Finally: A HUMAN Email Subscriber Preferences Page

The secret to email marketing is simple:

Send timely, targeted, valuable, HUMAN emails to people who want them. (tweet this)

But “human” does not have to be limited to just the actual email marketing message. Smart companies weave some human into all aspects of the (email) marketing experience … even when someone goes to change their subscriber preferences – or (gasp!) opt-out.

As you saw with Hubspot’s Best. Unsubscribe. Ever. you can include a fun video as part of the post-opt out experience. However, why wait until someone unsubscribes to have a bit of fun?

According to their Twitter bio, Bonobos has “Better fitting mens clothes. Spectacular customer service. (Personally, I refer to them as a “hip” men’s clothing store based in NYC)

Either way, the Bonobos opt-DOWN subscriber preferences page is out of this world.

Bonobos Subscriber Preferences Page
Can’t see the image? Go here for a larger version.

What do I love so much about this opt-down form?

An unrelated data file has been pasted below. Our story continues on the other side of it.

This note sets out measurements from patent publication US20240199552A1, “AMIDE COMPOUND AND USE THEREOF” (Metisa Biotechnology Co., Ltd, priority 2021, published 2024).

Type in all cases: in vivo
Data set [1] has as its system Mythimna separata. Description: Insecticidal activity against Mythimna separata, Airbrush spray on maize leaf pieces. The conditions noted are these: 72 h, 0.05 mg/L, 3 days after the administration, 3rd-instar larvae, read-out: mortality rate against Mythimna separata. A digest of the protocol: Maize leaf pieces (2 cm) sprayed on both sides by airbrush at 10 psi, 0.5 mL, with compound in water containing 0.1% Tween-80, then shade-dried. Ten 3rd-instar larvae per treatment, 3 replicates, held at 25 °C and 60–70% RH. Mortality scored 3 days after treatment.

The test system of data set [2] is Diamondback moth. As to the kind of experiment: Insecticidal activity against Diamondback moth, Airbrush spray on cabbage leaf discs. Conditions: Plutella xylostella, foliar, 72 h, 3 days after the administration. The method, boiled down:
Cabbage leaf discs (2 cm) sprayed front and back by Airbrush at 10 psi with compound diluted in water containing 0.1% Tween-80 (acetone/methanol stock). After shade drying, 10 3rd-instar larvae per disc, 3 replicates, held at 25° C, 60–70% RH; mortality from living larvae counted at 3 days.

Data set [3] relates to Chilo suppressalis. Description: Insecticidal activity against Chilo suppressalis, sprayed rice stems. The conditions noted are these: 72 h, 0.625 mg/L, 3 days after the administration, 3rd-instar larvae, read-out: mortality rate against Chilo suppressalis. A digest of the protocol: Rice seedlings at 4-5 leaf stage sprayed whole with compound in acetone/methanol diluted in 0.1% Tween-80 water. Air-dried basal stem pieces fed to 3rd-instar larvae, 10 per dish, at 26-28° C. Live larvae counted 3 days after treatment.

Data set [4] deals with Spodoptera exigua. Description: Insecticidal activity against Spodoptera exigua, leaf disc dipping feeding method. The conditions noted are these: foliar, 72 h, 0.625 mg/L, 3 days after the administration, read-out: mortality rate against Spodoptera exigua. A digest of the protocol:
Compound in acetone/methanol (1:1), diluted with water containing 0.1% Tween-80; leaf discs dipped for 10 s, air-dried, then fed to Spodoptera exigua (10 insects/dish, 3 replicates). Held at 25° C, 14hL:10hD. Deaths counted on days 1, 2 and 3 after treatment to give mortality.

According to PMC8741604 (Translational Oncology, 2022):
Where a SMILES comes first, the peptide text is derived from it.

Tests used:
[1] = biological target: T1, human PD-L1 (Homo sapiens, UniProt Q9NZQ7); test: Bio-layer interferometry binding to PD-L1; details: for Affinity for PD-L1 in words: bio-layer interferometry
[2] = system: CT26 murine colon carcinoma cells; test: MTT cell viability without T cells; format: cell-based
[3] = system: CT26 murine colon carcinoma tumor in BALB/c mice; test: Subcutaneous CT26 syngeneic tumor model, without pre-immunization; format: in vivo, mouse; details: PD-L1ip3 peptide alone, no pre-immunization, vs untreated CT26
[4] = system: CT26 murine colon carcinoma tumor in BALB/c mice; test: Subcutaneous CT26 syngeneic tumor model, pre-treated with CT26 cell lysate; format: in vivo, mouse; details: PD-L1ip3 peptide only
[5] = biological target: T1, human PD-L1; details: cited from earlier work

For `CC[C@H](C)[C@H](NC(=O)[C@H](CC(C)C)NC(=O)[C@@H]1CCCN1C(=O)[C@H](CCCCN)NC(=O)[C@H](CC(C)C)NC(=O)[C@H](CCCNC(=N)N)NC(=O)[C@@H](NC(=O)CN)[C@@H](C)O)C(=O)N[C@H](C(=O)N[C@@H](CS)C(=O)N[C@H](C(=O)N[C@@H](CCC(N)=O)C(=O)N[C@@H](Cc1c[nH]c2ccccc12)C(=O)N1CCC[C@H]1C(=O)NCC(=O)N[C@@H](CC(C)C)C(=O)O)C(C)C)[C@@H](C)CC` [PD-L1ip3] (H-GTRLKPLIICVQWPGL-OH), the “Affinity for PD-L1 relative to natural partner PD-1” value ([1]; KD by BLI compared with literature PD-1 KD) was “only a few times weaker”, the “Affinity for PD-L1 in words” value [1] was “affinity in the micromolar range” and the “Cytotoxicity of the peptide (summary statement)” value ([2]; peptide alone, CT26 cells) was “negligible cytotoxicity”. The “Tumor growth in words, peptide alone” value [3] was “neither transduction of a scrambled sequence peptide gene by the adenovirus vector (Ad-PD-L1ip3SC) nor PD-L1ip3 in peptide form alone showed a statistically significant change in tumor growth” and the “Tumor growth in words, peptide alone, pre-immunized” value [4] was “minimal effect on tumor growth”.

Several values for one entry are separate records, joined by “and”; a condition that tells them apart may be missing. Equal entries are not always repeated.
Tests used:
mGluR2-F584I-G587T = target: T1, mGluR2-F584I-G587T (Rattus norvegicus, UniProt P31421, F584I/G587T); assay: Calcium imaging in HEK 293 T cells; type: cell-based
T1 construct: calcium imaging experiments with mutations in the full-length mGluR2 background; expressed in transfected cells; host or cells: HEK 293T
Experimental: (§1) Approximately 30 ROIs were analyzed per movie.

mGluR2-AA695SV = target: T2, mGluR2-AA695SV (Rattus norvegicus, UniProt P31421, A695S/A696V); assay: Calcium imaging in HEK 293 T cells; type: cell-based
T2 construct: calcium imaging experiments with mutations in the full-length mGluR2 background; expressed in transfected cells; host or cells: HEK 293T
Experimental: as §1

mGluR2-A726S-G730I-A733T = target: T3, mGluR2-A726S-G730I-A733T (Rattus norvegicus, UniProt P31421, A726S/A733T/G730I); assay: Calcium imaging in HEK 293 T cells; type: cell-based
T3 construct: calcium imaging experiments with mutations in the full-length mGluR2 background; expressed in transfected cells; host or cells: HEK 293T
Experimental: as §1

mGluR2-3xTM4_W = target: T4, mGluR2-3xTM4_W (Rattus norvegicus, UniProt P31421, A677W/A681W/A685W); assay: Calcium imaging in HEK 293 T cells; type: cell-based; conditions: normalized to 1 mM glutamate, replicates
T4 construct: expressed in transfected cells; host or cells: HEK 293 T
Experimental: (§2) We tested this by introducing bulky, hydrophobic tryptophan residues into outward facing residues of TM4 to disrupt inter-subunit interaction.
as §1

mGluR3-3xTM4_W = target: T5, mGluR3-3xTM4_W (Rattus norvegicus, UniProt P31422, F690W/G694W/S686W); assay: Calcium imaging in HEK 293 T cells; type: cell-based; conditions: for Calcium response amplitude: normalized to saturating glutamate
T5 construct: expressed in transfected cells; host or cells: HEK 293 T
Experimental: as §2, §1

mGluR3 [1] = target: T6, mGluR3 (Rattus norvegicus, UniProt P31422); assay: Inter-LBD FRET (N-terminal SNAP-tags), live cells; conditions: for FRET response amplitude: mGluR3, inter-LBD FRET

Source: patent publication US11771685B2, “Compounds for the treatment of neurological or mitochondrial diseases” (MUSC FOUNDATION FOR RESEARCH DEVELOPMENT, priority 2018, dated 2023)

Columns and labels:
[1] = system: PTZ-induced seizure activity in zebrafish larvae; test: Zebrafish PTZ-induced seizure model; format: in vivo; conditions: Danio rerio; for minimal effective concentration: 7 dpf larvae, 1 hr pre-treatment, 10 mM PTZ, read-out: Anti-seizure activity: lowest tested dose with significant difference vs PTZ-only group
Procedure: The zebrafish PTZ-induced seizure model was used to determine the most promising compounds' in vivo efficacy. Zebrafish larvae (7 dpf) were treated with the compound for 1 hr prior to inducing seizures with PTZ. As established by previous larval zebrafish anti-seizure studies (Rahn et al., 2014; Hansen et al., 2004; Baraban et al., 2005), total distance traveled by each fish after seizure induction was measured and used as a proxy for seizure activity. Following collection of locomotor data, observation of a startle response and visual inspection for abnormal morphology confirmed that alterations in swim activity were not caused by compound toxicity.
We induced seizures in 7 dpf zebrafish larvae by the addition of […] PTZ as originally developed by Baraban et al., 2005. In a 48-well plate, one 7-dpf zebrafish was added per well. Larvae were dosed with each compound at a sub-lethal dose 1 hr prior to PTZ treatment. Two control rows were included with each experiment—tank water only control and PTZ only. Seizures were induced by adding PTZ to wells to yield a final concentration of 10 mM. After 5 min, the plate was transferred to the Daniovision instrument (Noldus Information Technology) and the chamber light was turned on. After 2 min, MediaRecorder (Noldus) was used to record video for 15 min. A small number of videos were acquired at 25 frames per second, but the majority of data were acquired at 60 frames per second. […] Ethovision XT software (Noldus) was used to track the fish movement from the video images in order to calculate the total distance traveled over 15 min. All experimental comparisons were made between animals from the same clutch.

It’s funny.
It’s witty.
It’s practical.
It has many options (but not too many).
It’s HUMAN.

But most importantly, Bonobos has been able to “consistently [save] 25% of [their] opt-out bound subscribers, converting them into a lower-cadence frequency option and keeping them on the list.” Read more in this killer case study from their email partner, Email Aptitude.

Have you seen any other kick ass examples of HUMAN email marketing programs? If so, please share them with me in the comments below … I’m on a bit of a “human” kick these days.

DJ Waldow
Waldow Social

P.S. Have you heard the news? Nick Westergaard and I have started a weekly podcast called The Work Talk Show, where we interview crazy-smart folks about how work gets done. Give the latest episode a listen!


Email Marketing Made Simple

DID YOU KNOW…

I recently launched a new online course, Email Marketing Made Simple, that promises to help make you a better email marketer.

-Having trouble growing your email list?
-Not sure what a preheader is?
-Avoiding using the word “free” in your subject lines because someone told you it was a “rule.”
-Having trouble figuring out how to use social media and email marketing together?
-Not sure what you should be testing and how often?

If you answered yes to any of the above questions (or all 5!), I can help.

Learn More about Email Marketing Made Simple

 

1 comments
JohnnSmith
JohnnSmith

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